By SEAN GALLAGHER, Catholic News Service | Published September 4, 2015
INDIANAPOLIS (CNS)—Chaldean Catholic Archbishop Bashar Warda of Irbil, Iraq, placed his face in his hands when asked how his faith has been challenged and changed in the crisis he has helped manage over the past year.
He said he has outwardly encouraged the Christians whom he welcomed to Irbil when they fled Islamic State, but within his heart he would frequently “quarrel with God.”
“I don’t understand what he is doing when I look at what has happened in the region,” Archbishop Warda said. “I quarrel with him every day.”
However, the arguments take place within his intimate relationship with God, one that, with the help of grace, withstands even the previously unimaginable challenges to his faith that he has faced over the past year.
“Before going to sleep, I usually hand all my crises, wishes, thoughts and sadness to him, so I can at least have some rest,” Archbishop Warda told The Criterion, newspaper of the Archdiocese of Indianapolis. “The next day, I usually wake up with his providence that I would never dream about.”
Looking back over the year since more than 100,000 Christians and other minorities sought refuge in Irbil, Archbishop Warda said he sees the care of God coming to suffering believers more effectively than he could have ever devised himself, in part through local lay and religious Catholics and organizations like the Knights of Columbus, Catholic Relief Services, the Catholic Near East Welfare Association and Aid to the Church in Need. His archdiocese in the Kurdistan region of northern Iraq has, with the help of Catholic relief agencies, provided shelter, food, medical care and educational services to the displaced.
“(God) did it in a way that a state could not really offer to its citizens in such a situation,” Archbishop Warda said. “He did it through the church and through the generosity of so many people.”
His own faith is bolstered as well when he sees the undaunted faith of displaced Christians.
“People come and tell their stories of persecution and how they were really terrified, having to walk eight to 10 hours during the night,” Archbishop Warda said. “In the end, they would tell you, ‘Thank God we are alive. Nushkur Allah. We thank God for everything.’ That’s the phrase they end with. That’s strengthening, in a way.”
In contrast to the goodness he sees in the suffering faithful that have filled Irbil, Archbishop Warda recoils when he describes the Islamic State, which he often refers to by its Arabic “criminal name,” “Daesh.”
“Daesh is evil,” he said. “The way they slaughter, the way they rape, the way they treat others is brutal. They have a theology of slaughtering people.”
And he knows that the evil that overtook Mosul could also strike Irbil.
“It’s quite possible, but the coalition, led by the Americans, has stopped Daesh from advancing,” Archbishop Warda said. “This has given some sense of security to the people. But Daesh is just 40 kilometers (25 miles) from Irbil. It’s not far away. Anything could happen.”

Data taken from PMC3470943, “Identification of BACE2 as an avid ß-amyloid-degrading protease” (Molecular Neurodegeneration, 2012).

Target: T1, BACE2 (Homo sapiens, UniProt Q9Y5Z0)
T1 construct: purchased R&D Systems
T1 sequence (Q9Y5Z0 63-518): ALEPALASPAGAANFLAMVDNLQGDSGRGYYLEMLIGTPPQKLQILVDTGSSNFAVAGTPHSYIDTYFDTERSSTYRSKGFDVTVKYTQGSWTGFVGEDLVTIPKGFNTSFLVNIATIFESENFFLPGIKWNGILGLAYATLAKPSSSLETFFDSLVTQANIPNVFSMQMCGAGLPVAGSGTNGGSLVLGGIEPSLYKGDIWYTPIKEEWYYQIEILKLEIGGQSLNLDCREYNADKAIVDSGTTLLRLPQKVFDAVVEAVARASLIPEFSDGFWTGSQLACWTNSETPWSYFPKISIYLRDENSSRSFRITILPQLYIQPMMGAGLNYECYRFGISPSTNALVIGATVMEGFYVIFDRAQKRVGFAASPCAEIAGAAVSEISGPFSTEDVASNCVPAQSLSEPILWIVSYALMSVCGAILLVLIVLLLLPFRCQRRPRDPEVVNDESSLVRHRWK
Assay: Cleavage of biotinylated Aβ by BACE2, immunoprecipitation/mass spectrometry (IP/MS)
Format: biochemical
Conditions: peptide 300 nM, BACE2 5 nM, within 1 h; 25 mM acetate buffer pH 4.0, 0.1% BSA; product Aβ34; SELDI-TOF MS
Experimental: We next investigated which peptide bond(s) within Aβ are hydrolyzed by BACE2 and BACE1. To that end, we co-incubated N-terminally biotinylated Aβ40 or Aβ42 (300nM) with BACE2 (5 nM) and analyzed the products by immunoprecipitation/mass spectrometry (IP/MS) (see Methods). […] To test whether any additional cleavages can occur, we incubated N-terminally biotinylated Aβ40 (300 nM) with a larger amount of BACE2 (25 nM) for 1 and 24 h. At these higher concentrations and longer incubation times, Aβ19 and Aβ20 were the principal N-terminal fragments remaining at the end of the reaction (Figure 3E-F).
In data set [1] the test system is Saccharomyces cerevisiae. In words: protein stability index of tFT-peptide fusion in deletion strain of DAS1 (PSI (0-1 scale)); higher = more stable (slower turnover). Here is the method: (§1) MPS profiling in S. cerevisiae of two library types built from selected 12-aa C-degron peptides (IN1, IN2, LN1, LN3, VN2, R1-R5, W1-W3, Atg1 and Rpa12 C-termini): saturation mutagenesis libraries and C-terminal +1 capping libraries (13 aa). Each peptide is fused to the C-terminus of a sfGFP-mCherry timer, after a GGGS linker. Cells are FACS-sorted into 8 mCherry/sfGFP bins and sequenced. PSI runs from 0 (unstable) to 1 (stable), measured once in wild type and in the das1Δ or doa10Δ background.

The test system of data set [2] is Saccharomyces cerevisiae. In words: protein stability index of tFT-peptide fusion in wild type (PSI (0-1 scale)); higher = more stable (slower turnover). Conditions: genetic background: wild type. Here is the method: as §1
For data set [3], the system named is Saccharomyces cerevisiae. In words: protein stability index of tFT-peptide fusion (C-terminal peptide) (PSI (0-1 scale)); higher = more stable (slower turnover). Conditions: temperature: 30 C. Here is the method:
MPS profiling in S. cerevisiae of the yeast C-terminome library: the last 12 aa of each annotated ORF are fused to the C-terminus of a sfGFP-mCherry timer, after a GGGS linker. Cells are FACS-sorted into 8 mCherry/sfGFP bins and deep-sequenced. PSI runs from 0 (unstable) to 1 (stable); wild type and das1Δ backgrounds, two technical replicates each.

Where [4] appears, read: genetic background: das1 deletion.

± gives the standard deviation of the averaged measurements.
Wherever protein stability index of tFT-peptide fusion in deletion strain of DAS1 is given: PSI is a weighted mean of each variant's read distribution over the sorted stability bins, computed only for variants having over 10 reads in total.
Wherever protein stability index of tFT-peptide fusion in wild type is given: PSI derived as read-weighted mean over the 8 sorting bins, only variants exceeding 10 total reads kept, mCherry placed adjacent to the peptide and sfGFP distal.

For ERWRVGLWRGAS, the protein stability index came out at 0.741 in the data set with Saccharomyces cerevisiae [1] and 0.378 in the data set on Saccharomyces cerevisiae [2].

This uncertainty and the horrific experiences of the past year have led many Christians who fled to Irbil to move on to refugee camps in Jordan, Lebanon and Turkey with the intention of emigrating from the Middle East for good—something that saddens Archbishop Warda.
“They lost trust in the land and their neighbors,” he said. “Everyone has betrayed them and treated them as a treasure to be stolen, took their houses and property. Their daughters were under threat at any time.”
The thousands who remain in Irbil have moved from makeshift shelters on church properties and in public schools to prefabricated houses and pre-existing homes provided or rented by the church. Some want to stay in the region and are seeking jobs to support their families.
“All of them are waiting for Mosul to be liberated so that they can go back again and start their life again,” Archbishop Warda said.
An important step that he thinks will help galvanize the international community to help Iraqi Christians is for national leaders to join with Pope Francis and recognize what is happening there as a genocide. He spoke of this in Indianapolis—where he visited his fellow Redemptorist, Archbishop Joseph W. Tobin—and in Washington.
“It’s genocide. It has all the facts, events, stories and experiences to meet the definition of genocide,” Archbishop Warda told The Catholic Standard, newspaper of the Archdiocese of Washington.
Recognizing the genocide would mean “those people are not forgotten,” the archbishop said. “They are remembered and acknowledged. Their sacrifices and experiences are not forgotten. We’d be giving them just status, to help the world not repeat (this).”
“Do not wait another 20 years and look back to what happened and say, ‘Well, I’m sorry that we did not do something really decisive,’” he told The Criterion.
Contributing to this story was Mark Zimmermann in Washington.